(D+7) but where most voters don't know him and where, once again, he doesn't actually live. That's legal, but voters
don't tend to love it. Things like this are why members of Congress are not likely to call for a redo of the census,
and with it, a redo of redistricting. One round of district musical chairs every 10 years is enough.
- U.S. House, Texas: On the other hand, some decisions about which district to run in are
as easy as pie. Rep. Vicente Gonzalez (D) currently represents TX-15, which is going to go from D+3 to R+3. Meanwhile,
TX-34 is right next door, is being vacated by the retiring Filemon Vela (D), and is going from D+5 to D+17. The staff
mathematician is "indisposed," if you know what we mean, but even we know that D+17 is better for a Democrat than R+3.
Gonzalez knows it too, and he
just made it official
that he's going to do some district-hopping next year.
- U.S. House, West Virginia: And here we have a different kind of redistricting issue. Oregon and Texas are gaining a district while West Virginia is losing one. And the result of that is that Reps. David McKinley (R) and Alex Mooney (R) are now in the same district, which will be labeled WV-01. There's only one other district, as of 2022, and that one is occupied by Carol Miller (R), who has no interest in retiring. So, if one of the two Representatives does not decide to throw in the towel, then it's going to be a battle royale. McKinley has been in the House longer, and is a native West Virginian. Mooney is younger, Trumpier, and a better fundraiser, but came to the state from Maryland. It's anyone guess right now which one will triumph.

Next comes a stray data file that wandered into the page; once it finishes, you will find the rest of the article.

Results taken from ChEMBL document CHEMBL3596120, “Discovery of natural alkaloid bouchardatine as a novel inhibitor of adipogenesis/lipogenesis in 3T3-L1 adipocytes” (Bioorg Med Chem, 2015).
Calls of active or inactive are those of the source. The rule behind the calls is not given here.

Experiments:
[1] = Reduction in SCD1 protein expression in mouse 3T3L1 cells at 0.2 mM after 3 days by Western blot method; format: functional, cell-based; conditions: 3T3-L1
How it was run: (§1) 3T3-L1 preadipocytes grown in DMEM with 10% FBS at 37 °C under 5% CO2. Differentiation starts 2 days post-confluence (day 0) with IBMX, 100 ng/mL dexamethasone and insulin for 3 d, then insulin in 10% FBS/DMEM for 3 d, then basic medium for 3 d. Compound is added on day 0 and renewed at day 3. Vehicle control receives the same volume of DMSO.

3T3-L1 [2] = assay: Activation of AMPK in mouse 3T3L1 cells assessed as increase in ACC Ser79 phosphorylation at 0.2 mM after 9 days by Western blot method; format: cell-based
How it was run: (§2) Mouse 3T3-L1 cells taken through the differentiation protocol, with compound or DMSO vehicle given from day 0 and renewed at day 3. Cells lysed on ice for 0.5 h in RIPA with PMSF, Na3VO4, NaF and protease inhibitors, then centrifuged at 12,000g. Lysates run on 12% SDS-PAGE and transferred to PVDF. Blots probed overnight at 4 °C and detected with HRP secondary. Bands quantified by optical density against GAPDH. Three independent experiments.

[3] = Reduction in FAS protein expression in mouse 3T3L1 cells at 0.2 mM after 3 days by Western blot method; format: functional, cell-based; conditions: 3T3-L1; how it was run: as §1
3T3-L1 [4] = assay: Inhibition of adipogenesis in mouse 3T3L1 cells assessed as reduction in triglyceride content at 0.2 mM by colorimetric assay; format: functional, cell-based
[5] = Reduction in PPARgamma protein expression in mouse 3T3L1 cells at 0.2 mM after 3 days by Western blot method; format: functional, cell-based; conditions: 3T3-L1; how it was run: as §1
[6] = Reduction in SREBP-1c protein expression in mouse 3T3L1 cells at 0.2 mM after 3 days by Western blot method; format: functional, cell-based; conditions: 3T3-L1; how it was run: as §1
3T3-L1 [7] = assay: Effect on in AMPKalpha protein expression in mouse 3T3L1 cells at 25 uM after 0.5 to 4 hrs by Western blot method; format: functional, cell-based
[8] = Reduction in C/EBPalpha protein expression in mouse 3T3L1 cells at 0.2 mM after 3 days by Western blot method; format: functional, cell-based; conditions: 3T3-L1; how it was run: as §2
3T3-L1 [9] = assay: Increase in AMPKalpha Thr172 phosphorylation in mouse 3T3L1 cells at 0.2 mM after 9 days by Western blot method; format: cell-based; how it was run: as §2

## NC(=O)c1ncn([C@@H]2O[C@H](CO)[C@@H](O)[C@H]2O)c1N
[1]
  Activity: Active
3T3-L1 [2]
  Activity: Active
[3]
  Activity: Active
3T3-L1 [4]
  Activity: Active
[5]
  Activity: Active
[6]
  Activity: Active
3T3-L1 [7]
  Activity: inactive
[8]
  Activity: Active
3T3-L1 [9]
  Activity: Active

We've got some senatorial, gubernatorial, and even mayoral news we'll get to next week. (Z)
On Wednesday, in the spirit of the late, great Mort Sahl, we asked readers to submit possible slogans for the new Fox Weather Channel. We got close to 1,000 suggestions, many of them quite good. So, we'll run some today, and another batch on Tuesday of next week. And without further ado:
- J.L. in Chicago, IL, Fox Weather Channel: Celsius is a socialist plot
- J.J.B. in Santa Fe, NM, Fox Weather Channel: We don't know how the weather works, but we'll pretend we do
- B.N. in San Rafael, CA, Fox Weather Channel: Not climate change, alternate weather
- K.A. in Miami Beach, FL, Fox Weather Channel: Because Blue Skies Are Really Red
- R.J. in New York City, New York, Fox Weather Channel: Most Watched, Most Wrong
- S.C. in Detroit, MI, Fox Weather Channel: Where the word "fair" might actually mean something
- K.K. in San Mateo, CA, Fox Weather Channel: Most about pumpkin spice latte season. Least about Greta Thunberg.
- E.P.B. in Denver, CO, Fox Weather Channel: With Sharpie 3000 hurricane modeling
- J.A. in Rochester, NY, Fox Weather Channel: We Changed El Niño and La Niña to Proud Boy and Patriot Girl